This reinforces that an individual has control and autonomy over his or her own body.  It’s important for people to feel in control of their body so that they feel safe and also so they can keep others’ safe.  It also communicates that a person’s body is something that needs to be treated with respect.

3.  Keep all aspects of a personal care (toileting) routine private.

This means that you don’t follow behind someone with a Depends (or other personal care item)- use a bag.  It also means you don’t announce taking someone to the restroom to the group (say it quietly so only the person you are speaking to can hear).

4.  Do not speak negatively about clients/consumers/students in front of others – including saying they are having  behaviors.

People are very perceptive about when others are speaking negatively about them. When you say so and so is having behaviors it makes the situation very public, embarrasses the individual, and gives positive reinforcement (in the form of attention) to the behavior.  If for your safety you need to communicate this, use a code (In Champaign we would say “did you see the Illini’s defense last night?” which meant we are having a potentially dangerous behavior situation please hang out until all clear).

5.  Do not affectionately kiss, cuddle, or pat on the head clients/consumers/students.

In someways this is a no brainer and in other ways it is hard.  I know so many people who are touch deprived and it seems harmless to give someone a hug when you see them but these types of affection have several negative side effects.  1) They send an inappropriate message of how to interact in non-sheltered situations (you can’t hug people you meet on the bus).  2) They communicate that the individual is child-like and a-sexual.  3) They can create a climate where it is difficult to detect sexual predators.

6.  Make home movies.

A flip camera is less than $200 and very easy to use.  Make videos showing people being friendly to one another, answering questions about what is important to them, and daily routines or special events.  People love watching themselves and their friends.  It allows them to tell a story that they may not be able to tell by themselves.

7.  While maintaining appropriate boundaries, talk about emotions (including your own).

All people have complex feelings regardless of their abilities in other areas, but people don’t always have the words to communicate them.  It is appropriate to model emotional expression.  For example, when I go with a group from our day program to deliver food to families, I tell a story about how I feel.  I say, “It makes me a little sad to know that people don’t have any food, but the family was so happy we brought them food.  It makes me feel happy and proud to help someone else.  I like to do it.”  I just talk about it as we’re driving back.  It’s also appropriate to name clients’/students’/consumers’ emotions, “You seem like you might be a little bored” or “You look so proud to have gotten your pay check.” What you are doing with these easy statements is creating an emotionally safe environment.  (Note: this is way different than unloading personal problems on clients/students/consumers).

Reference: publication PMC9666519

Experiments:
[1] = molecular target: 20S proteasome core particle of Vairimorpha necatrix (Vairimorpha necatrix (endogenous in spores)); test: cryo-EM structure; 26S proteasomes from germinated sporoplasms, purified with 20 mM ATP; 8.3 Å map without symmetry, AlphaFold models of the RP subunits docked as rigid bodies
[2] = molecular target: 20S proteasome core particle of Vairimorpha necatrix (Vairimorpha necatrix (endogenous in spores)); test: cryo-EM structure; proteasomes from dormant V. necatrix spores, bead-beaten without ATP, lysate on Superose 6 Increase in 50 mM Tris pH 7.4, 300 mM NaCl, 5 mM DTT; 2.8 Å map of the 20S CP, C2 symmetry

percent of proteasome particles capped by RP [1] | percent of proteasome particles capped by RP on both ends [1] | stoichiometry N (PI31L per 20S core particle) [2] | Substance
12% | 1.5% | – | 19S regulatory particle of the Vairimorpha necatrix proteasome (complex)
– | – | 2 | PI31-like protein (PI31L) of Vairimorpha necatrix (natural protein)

8.  When referring to intimate body parts, use the correct word.

9.  During lunch/snack/work breaks prompt folks to talk to one another, even if it the same conversation you had yesterday, and preferably incorporate pictures.

Perhaps combine with number 10 🙂

10.  Have a regular discussions about current events.

One of my favorite stories came out of a current event discussion.  It was during the 2008 primaries and I said that Hillary Clinton was running.  The person I was talking to said, “Hillary sounds like a girls name” and I said, “It is.”  He started laughing hysterically, and said, “Sarah don’t tease me, a woman can’t run for president.”  What a great way to start talking about gender!